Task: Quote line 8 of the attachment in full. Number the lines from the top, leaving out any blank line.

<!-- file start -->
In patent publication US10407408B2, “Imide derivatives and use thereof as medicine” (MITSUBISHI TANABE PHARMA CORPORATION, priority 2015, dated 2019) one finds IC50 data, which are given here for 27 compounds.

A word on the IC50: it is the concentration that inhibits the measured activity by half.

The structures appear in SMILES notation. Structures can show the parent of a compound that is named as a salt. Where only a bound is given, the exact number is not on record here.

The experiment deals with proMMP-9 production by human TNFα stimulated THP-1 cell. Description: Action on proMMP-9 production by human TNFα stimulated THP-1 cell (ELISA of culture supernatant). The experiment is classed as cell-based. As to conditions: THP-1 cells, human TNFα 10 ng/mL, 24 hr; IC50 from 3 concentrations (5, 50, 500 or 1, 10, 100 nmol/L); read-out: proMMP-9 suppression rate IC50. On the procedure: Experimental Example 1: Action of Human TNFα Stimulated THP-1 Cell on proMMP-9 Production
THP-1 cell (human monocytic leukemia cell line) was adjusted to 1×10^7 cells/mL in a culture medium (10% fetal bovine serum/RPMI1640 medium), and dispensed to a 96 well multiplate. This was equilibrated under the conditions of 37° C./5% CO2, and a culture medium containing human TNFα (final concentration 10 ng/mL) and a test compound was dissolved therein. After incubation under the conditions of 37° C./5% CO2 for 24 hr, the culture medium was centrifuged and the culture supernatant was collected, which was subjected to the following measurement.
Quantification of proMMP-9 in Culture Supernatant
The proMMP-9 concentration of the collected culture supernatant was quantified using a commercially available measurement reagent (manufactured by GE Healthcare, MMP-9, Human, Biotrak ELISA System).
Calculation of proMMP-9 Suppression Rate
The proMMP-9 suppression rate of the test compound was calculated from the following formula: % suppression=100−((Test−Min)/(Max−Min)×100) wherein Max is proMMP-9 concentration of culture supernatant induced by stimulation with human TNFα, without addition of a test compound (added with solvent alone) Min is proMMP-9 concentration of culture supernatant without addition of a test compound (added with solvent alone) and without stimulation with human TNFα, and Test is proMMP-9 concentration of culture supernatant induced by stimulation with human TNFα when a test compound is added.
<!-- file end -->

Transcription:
Calculation of proMMP-9 Suppression Rate